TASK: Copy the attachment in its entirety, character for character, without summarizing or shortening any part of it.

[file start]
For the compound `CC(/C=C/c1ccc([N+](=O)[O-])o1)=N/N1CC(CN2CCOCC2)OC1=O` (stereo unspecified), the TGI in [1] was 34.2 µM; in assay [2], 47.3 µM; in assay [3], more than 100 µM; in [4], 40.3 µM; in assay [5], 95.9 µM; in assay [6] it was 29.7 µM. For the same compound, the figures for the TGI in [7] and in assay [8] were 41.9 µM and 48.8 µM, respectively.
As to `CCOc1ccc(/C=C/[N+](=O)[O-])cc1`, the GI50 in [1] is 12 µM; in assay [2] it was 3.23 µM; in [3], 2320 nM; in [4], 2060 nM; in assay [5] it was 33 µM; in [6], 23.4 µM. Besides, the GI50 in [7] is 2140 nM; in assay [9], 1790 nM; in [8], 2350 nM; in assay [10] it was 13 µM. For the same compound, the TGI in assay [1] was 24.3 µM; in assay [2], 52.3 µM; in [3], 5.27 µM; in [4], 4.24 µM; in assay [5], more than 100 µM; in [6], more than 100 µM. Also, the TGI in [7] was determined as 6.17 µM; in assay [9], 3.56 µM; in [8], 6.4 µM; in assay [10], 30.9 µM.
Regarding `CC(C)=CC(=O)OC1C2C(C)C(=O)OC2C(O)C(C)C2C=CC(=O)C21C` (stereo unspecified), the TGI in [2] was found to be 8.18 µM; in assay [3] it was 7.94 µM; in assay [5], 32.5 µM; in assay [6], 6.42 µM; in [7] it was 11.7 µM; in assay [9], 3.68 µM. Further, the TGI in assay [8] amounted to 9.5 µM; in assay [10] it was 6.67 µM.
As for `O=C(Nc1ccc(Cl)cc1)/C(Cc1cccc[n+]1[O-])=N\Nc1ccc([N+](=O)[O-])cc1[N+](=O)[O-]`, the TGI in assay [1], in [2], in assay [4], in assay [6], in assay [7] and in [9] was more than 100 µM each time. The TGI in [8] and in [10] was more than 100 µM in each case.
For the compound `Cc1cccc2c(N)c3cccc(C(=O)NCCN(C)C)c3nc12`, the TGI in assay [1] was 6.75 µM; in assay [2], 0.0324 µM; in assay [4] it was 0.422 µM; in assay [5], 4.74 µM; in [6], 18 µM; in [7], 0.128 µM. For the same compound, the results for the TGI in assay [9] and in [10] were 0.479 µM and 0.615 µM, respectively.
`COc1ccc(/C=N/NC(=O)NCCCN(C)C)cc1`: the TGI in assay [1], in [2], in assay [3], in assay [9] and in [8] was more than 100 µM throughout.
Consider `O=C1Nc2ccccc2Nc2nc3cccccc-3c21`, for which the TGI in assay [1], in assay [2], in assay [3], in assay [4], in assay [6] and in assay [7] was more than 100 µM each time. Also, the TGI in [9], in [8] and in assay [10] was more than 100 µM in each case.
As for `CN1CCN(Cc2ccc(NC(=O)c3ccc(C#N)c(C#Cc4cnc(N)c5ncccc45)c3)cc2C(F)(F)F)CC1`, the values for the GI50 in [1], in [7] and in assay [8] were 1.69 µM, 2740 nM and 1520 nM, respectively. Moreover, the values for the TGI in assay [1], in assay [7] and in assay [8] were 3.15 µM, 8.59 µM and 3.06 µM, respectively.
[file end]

For the compound `CC(/C=C/c1ccc([N+](=O)[O-])o1)=N/N1CC(CN2CCOCC2)OC1=O` (stereo unspecified), the TGI in [1] was 34.2 µM; in assay [2], 47.3 µM; in assay [3], more than 100 µM; in [4], 40.3 µM; in assay [5], 95.9 µM; in assay [6] it was 29.7 µM. For the same compound, the figures for the TGI in [7] and in assay [8] were 41.9 µM and 48.8 µM, respectively.
As to `CCOc1ccc(/C=C/[N+](=O)[O-])cc1`, the GI50 in [1] is 12 µM; in assay [2] it was 3.23 µM; in [3], 2320 nM; in [4], 2060 nM; in assay [5] it was 33 µM; in [6], 23.4 µM. Besides, the GI50 in [7] is 2140 nM; in assay [9], 1790 nM; in [8], 2350 nM; in assay [10] it was 13 µM. For the same compound, the TGI in assay [1] was 24.3 µM; in assay [2], 52.3 µM; in [3], 5.27 µM; in [4], 4.24 µM; in assay [5], more than 100 µM; in [6], more than 100 µM. Also, the TGI in [7] was determined as 6.17 µM; in assay [9], 3.56 µM; in [8], 6.4 µM; in assay [10], 30.9 µM.
Regarding `CC(C)=CC(=O)OC1C2C(C)C(=O)OC2C(O)C(C)C2C=CC(=O)C21C` (stereo unspecified), the TGI in [2] was found to be 8.18 µM; in assay [3] it was 7.94 µM; in assay [5], 32.5 µM; in assay [6], 6.42 µM; in [7] it was 11.7 µM; in assay [9], 3.68 µM. Further, the TGI in assay [8] amounted to 9.5 µM; in assay [10] it was 6.67 µM.
As for `O=C(Nc1ccc(Cl)cc1)/C(Cc1cccc[n+]1[O-])=N\Nc1ccc([N+](=O)[O-])cc1[N+](=O)[O-]`, the TGI in assay [1], in [2], in assay [4], in assay [6], in assay [7] and in [9] was more than 100 µM each time. The TGI in [8] and in [10] was more than 100 µM in each case.
For the compound `Cc1cccc2c(N)c3cccc(C(=O)NCCN(C)C)c3nc12`, the TGI in assay [1] was 6.75 µM; in assay [2], 0.0324 µM; in assay [4] it was 0.422 µM; in assay [5], 4.74 µM; in [6], 18 µM; in [7], 0.128 µM. For the same compound, the results for the TGI in assay [9] and in [10] were 0.479 µM and 0.615 µM, respectively.
`COc1ccc(/C=N/NC(=O)NCCCN(C)C)cc1`: the TGI in assay [1], in [2], in assay [3], in assay [9] and in [8] was more than 100 µM throughout.
Consider `O=C1Nc2ccccc2Nc2nc3cccccc-3c21`, for which the TGI in assay [1], in assay [2], in assay [3], in assay [4], in assay [6] and in assay [7] was more than 100 µM each time. Also, the TGI in [9], in [8] and in assay [10] was more than 100 µM in each case.
As for `CN1CCN(Cc2ccc(NC(=O)c3ccc(C#N)c(C#Cc4cnc(N)c5ncccc45)c3)cc2C(F)(F)F)CC1`, the values for the GI50 in [1], in [7] and in assay [8] were 1.69 µM, 2740 nM and 1520 nM, respectively. Moreover, the values for the TGI in assay [1], in assay [7] and in assay [8] were 3.15 µM, 8.59 µM and 3.06 µM, respectively.